Wednesday, August 26, 2015

Three's A Crowd

321 Lincoln Avenue, Amherst's Great White whale

After two years of cat and mouse attempts at enforcement of the zoning bylaw limiting 321 Lincoln Avenue to only two apartments ("two family") one of which must be "owner occupied" Building Commissioner Rob Morra declared victory with a signed legal document recorded 4/27/15.

The first thing You-Pan Tzeng did after buying 321 Lincoln Avenue three years ago was try to remove the "owner occupied" zoning requirement that legally came along with the building, which he of course knew about prior to purchasing it.

Tzeng lost that court battle but not before costing Amherst taxpayers over $15,000 in legal fees.

Neighbors along Fearing Street and Lincoln Avenue had been complaining almost since the day  he purchased the property, mainly about the extra tenants and the noise and cars that come with them.

But Inspection Services can't simply walk into a house unless invited to do so by a legal resident.  Last winter Morra received a call from a Boston attorney requesting he inspect the premises at 321 Lincoln where his daughter was a tenant.

They had been told when signing a lease that the house was only two apartments -- hers and the one below -- but the daughter clearly heard sounds associated with a 3rd unit above her.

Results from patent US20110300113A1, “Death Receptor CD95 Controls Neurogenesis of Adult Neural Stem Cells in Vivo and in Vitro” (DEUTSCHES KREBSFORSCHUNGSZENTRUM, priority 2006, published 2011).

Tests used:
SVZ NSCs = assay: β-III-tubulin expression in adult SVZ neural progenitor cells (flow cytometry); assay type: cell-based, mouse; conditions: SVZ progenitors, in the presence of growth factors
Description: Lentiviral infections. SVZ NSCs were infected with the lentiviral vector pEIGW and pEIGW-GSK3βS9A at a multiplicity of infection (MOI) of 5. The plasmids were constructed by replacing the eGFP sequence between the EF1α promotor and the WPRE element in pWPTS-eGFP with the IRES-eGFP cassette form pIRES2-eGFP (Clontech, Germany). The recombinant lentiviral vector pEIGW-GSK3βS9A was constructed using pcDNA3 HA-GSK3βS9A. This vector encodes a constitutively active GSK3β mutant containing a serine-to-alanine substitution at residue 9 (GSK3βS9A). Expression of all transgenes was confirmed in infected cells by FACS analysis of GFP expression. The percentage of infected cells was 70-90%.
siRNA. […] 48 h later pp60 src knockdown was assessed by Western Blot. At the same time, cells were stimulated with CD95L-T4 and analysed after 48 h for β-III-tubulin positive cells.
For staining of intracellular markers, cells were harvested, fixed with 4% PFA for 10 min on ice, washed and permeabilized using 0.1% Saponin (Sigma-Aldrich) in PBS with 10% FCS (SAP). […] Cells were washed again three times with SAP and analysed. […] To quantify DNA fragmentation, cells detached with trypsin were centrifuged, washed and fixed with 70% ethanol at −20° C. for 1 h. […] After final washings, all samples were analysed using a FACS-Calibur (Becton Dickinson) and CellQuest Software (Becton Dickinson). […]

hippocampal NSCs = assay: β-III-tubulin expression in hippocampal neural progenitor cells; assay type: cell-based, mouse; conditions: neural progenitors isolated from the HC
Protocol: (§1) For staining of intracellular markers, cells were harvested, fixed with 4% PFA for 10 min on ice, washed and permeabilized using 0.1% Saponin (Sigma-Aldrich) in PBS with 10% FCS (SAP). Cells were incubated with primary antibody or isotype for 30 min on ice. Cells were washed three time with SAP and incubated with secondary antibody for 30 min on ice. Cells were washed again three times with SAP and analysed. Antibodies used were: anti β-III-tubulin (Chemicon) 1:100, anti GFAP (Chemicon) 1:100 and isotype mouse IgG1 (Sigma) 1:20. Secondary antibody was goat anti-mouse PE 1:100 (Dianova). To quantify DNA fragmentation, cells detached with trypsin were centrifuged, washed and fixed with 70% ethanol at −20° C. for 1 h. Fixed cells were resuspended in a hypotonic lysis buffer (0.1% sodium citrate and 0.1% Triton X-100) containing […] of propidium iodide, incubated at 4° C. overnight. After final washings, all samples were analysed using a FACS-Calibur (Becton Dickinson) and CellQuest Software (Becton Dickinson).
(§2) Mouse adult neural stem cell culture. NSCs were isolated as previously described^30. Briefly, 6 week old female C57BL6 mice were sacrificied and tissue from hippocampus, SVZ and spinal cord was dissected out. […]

At last the Building Commissioner had the legal grounds to do a complete inspection. Once Mr. Morra confirmed the presence of a stand alone unit on the 3rd floor -- complete with bedroom and kitchen -- he could assess fines of $100 per  day

Tzeng could not throw out the legal tenants from either of the two apartments (especially when one has a lawyer dad) because they had a signed lease and the third illegal unit was "owner occupied" by his daughter who attends UMass.

Hmm ... what to do?  Surrender!

This time, Moby Dick did not escape.

Click to enlarge
Cracked structural beam just discovered in June at 321 Lincoln Avenue


Anonymous said...

Good for the town. Now this guy knows who really owns that house.

Larry Kelley said...

"The needs of the many outweigh the needs of the few, or the one."

Anonymous said...

"The wants of the many can easily be passed off as needs because the few have little choice."

You could use your response to any government action, regardless of how grotesque. All you need is some group with some power to say that what they want is a need. It does not make it logical or settled.

To say that Amherst needed this is more than a stretch. To say they want this, well I would not argue one bit that many local community members want to have control over their neighbors' properties. I would feel more than comfortable saying that they want it so much that they cannot even discern it from a need any longer.

I know you are old enough to remember the saying, which you also know is rarely said any more...."possession is 9/10ths of the law." The modern version is more suited, and you post versions of it quite regularly..."the law has the right to 9/10ths of all possessions", why...well they need them.

Larry Kelley said...

All I can tell you for sure is Amherst is now a better place because of the Rental Permit Bylaw.

And if there really were egregious violations of the personal sanctity of anyone's right to enjoy their most valuable possession -- the roof over their heads -- you would have heard about it by now.

Jasper Lieber said...

So what will happen? (what do you mean by "surrender"?)